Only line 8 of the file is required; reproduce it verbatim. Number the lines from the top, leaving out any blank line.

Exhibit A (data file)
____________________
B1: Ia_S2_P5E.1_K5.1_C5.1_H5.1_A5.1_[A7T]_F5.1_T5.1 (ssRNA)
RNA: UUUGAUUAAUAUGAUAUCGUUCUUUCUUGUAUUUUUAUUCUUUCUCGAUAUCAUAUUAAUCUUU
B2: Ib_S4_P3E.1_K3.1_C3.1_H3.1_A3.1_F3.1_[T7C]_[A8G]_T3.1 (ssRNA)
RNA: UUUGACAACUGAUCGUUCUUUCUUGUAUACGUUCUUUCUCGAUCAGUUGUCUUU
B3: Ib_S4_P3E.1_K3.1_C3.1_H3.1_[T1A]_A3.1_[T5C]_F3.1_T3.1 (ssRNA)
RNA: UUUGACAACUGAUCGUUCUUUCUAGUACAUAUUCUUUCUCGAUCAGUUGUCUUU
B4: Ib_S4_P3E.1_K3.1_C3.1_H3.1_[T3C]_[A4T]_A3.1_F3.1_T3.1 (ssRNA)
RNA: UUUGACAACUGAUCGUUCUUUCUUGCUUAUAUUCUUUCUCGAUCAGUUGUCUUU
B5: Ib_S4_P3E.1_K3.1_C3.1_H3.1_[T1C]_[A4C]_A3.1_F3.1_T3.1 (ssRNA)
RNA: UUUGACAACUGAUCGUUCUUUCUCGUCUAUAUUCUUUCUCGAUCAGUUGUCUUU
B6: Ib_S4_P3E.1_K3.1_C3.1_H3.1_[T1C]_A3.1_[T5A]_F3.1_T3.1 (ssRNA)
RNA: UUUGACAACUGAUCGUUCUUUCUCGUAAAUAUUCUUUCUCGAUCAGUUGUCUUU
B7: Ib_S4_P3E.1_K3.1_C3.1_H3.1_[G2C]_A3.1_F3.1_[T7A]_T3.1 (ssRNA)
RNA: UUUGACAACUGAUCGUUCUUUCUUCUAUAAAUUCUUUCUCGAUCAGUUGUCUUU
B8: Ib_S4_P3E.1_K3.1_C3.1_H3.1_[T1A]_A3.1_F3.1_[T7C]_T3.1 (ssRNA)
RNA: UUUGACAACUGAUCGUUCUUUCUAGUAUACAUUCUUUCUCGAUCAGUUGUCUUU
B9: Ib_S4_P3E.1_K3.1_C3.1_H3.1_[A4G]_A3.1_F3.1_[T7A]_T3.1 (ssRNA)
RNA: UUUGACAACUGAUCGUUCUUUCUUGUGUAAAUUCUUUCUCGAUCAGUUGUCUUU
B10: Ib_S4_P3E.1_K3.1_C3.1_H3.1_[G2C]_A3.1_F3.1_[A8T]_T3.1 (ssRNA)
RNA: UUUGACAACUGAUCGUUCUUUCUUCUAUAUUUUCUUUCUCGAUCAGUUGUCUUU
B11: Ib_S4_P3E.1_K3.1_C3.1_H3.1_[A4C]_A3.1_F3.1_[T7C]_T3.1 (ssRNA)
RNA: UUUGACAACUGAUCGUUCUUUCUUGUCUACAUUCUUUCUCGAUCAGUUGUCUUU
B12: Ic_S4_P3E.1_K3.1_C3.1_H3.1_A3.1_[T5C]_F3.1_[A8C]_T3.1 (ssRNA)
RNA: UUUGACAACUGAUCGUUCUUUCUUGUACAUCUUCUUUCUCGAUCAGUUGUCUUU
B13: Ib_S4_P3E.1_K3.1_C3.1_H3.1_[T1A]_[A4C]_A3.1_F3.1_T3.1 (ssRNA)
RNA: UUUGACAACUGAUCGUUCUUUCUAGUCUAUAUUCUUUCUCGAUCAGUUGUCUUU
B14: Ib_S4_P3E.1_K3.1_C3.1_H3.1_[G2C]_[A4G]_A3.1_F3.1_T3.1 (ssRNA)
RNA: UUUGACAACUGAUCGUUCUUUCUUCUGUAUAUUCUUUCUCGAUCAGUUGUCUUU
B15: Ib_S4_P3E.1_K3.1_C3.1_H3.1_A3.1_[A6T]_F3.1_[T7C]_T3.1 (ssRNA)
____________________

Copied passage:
RNA: UUUGACAACUGAUCGUUCUUUCUUGCUUAUAUUCUUUCUCGAUCAGUUGUCUUU